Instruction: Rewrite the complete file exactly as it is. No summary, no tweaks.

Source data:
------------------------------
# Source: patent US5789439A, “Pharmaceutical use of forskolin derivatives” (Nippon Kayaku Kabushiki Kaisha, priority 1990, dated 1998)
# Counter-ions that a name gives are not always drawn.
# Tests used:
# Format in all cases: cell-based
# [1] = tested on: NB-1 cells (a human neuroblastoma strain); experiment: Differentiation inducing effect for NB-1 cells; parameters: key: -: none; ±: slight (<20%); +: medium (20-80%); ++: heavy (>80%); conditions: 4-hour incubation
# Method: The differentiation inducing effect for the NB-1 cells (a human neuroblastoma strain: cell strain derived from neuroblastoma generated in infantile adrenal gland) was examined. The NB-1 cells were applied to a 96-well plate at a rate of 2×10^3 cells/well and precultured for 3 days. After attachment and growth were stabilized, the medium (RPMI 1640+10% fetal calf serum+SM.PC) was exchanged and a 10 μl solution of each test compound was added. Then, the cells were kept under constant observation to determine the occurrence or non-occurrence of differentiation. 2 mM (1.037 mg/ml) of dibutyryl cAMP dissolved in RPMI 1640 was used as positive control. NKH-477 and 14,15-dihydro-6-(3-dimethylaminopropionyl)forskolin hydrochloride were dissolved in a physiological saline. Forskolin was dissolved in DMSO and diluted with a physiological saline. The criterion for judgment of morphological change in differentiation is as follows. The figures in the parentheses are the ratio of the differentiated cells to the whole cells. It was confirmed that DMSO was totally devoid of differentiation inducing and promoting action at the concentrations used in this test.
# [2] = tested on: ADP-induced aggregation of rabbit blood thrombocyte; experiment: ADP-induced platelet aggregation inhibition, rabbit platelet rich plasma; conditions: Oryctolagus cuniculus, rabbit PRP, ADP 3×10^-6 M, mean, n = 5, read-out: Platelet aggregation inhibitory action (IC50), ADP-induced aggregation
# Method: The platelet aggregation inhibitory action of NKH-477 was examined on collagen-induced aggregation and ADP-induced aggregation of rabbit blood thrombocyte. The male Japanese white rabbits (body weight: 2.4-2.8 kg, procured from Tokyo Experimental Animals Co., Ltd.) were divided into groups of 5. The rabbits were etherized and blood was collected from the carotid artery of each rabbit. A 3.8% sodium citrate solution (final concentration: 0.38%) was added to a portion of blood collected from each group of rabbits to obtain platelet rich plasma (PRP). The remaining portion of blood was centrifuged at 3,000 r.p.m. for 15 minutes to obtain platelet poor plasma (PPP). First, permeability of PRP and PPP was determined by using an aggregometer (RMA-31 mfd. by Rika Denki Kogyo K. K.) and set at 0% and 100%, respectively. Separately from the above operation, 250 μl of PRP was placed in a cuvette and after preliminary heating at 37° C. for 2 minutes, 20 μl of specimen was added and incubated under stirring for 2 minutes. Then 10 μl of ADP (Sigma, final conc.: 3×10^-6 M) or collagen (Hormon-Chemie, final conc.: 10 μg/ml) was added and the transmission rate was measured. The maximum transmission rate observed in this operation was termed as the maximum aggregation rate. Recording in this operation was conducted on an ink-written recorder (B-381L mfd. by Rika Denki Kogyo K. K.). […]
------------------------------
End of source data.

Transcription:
# Source: patent US5789439A, “Pharmaceutical use of forskolin derivatives” (Nippon Kayaku Kabushiki Kaisha, priority 1990, dated 1998)
# Counter-ions that a name gives are not always drawn.
# Tests used:
# Format in all cases: cell-based
# [1] = tested on: NB-1 cells (a human neuroblastoma strain); experiment: Differentiation inducing effect for NB-1 cells; parameters: key: -: none; ±: slight (<20%); +: medium (20-80%); ++: heavy (>80%); conditions: 4-hour incubation
# Method: The differentiation inducing effect for the NB-1 cells (a human neuroblastoma strain: cell strain derived from neuroblastoma generated in infantile adrenal gland) was examined. The NB-1 cells were applied to a 96-well plate at a rate of 2×10^3 cells/well and precultured for 3 days. After attachment and growth were stabilized, the medium (RPMI 1640+10% fetal calf serum+SM.PC) was exchanged and a 10 μl solution of each test compound was added. Then, the cells were kept under constant observation to determine the occurrence or non-occurrence of differentiation. 2 mM (1.037 mg/ml) of dibutyryl cAMP dissolved in RPMI 1640 was used as positive control. NKH-477 and 14,15-dihydro-6-(3-dimethylaminopropionyl)forskolin hydrochloride were dissolved in a physiological saline. Forskolin was dissolved in DMSO and diluted with a physiological saline. The criterion for judgment of morphological change in differentiation is as follows. The figures in the parentheses are the ratio of the differentiated cells to the whole cells. It was confirmed that DMSO was totally devoid of differentiation inducing and promoting action at the concentrations used in this test.
# [2] = tested on: ADP-induced aggregation of rabbit blood thrombocyte; experiment: ADP-induced platelet aggregation inhibition, rabbit platelet rich plasma; conditions: Oryctolagus cuniculus, rabbit PRP, ADP 3×10^-6 M, mean, n = 5, read-out: Platelet aggregation inhibitory action (IC50), ADP-induced aggregation
# Method: The platelet aggregation inhibitory action of NKH-477 was examined on collagen-induced aggregation and ADP-induced aggregation of rabbit blood thrombocyte. The male Japanese white rabbits (body weight: 2.4-2.8 kg, procured from Tokyo Experimental Animals Co., Ltd.) were divided into groups of 5. The rabbits were etherized and blood was collected from the carotid artery of each rabbit. A 3.8% sodium citrate solution (final concentration: 0.38%) was added to a portion of blood collected from each group of rabbits to obtain platelet rich plasma (PRP). The remaining portion of blood was centrifuged at 3,000 r.p.m. for 15 minutes to obtain platelet poor plasma (PPP). First, permeability of PRP and PPP was determined by using an aggregometer (RMA-31 mfd. by Rika Denki Kogyo K. K.) and set at 0% and 100%, respectively. Separately from the above operation, 250 μl of PRP was placed in a cuvette and after preliminary heating at 37° C. for 2 minutes, 20 μl of specimen was added and incubated under stirring for 2 minutes. Then 10 μl of ADP (Sigma, final conc.: 3×10^-6 M) or collagen (Hormon-Chemie, final conc.: 10 μg/ml) was added and the transmission rate was measured. The maximum transmission rate observed in this operation was termed as the maximum aggregation rate. Recording in this operation was conducted on an ink-written recorder (B-381L mfd. by Rika Denki Kogyo K. K.). […]